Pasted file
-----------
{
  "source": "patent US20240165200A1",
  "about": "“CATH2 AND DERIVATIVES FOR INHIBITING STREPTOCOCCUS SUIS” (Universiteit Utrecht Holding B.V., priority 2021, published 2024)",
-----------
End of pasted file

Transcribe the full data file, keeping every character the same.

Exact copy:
{
  "source": "patent US20240165200A1",
  "about": "“CATH2 AND DERIVATIVES FOR INHIBITING STREPTOCOCCUS SUIS” (Universiteit Utrecht Holding B.V., priority 2021, published 2024)",